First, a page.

Lloyd’s DDM roadmap announced for Premium and Claims data – what is the impact on delegated authority brokers and carriers?
Last week, Lloyd’s announced its roadmap for the wider market adoption of Delegated Data Manager (DDM), its central bordereaux management solution for the London Market. Here we summarise the ‘need to know’ information and the future impacts it will bring.
The importance of delegated authority business
The mandated adoption of DDM as a central reporting tool seems to be the next steps to the wider vision at Lloyd’s. Delegated authority business, accounting for almost 40% of Lloyd’s premium, transacted by a network of over 4,000 registered coverholders and 350 plus service companies from across the globe, this shift in requirements is sure to make an impact.
But what exactly are the goals of the roadmap?
Paving the way to introduce the Conditions of Trade for all binders as of 1st January 2023, the end goal is to achieve full DDM adoption by the end of 2022 for all binding authorities, in order to capture and transmit “consistent and high-quality data”.
“This will significantly reduce the cost of managing data for all market participants, accelerate data flow and the faster movement of money as well as reduce error resolution through improved data quality. This will be achieved through defined data standards, rigorous data validation and business controls on all submissions to DDM,” said Lloyd’s. The roadmap recognises that firms will adopt DDM progressively, rather than moving all contracts at once. It therefore encourages firms to consider adoption of DDM “in a manner that delivers most value to them”.
“Each firm in the market has a unique business profile, technology environment and role in the distribution chain. Therefore, the optimal timing and approach for adopting DDM will differ across the market and is best agreed by the participants on each delegated authority arrangement,” announced Lloyd’s.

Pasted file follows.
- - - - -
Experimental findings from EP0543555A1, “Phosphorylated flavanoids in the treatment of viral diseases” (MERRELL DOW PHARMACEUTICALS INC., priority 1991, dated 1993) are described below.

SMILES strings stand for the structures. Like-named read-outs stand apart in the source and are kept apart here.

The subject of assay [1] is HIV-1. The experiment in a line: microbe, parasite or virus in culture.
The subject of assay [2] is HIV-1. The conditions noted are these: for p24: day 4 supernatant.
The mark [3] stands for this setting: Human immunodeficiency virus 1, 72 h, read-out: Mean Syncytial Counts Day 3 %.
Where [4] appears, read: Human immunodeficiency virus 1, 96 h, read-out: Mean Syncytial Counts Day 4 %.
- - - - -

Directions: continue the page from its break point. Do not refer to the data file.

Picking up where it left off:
In the months ahead, the roadmap aims to increase the benefits of using DDM for firms by “reducing friction in the process”.
Therefore, the inception date of 1st January 2023 for the Conditions of Trade is dependent upon three main factors –
- Successful integration of DDM with the Delegated Contract and Oversight Manager (DCOM) to reduce the need for dual data processing
- Enhancing Coverholder Reporting Standards
- Automating bureau and bordereaux submissions
The above three goals are all designed to reduce friction and increase efficiency Lloyd’s said and must be met by the 1st of July 2022.
Initial focus on Premium and Claims data for regulatory and tax purposes only
Lloyd’s will release enhanced guidance on Coverholder Reporting Standards V5.2 for Premium and Claims data in June this year. “This will provide clear and defined guidance on the mandatory requirements for premium and claims bordereaux standards, to support Tax and Regulatory reporting,” Lloyd’s says.
Lloyd’s planned portal for bordereau submissions
As part of the roadmap, Lloyd’s is developing a portal to automate the submission of bordereaux data from brokers, managing agents, coverholders, and delegated claims administrators.
“Initially this will take the form of a message-based data exchange, to be trialled in the second half of 2021, with APIs being developed in the future”, said Lloyd’s.
What should the market do now?
Lloyd’s guidance is clear: coverholders, brokers and carriers are encouraged to start using DDM as soon as is practical. They also encourage all participants in the delegated authority space to discuss the adoption of DDM, plan the approach and agree, at the point of signing or renewing binder contracts, who will be responsible for submitting data as a way forward.
“We will continue to work in partnership with the market to build out these plans over the coming months, providing regular updates through the DDM user group and market association committees,” Lloyd’s says.
At present, Lloyd’s is not being prescriptive about who submits the data. However, the announcement strongly hints that they would prefer brokers to do so in future.
“For now, we recommend that brokers speak to their technology partners to discuss the implications of this and seek guidance”, said Lloyd’s.
The view at VIPR
At VIPR, we welcome this announcement, as it recognises the need for phased adoption which respects brokers’ and carriers’ individual needs.
We also welcome Lloyd’s plans to focus on the market’s regulatory and tax data requirements. This will deliver an important service to the market, whilst allowing brokers and carriers the flexibility to partner with their chosen vendors to satisfy their broader needs. This will encourage competition and innovation amongst these vendors, which we believe is one of the key ingredients in transforming the Lloyd’s market.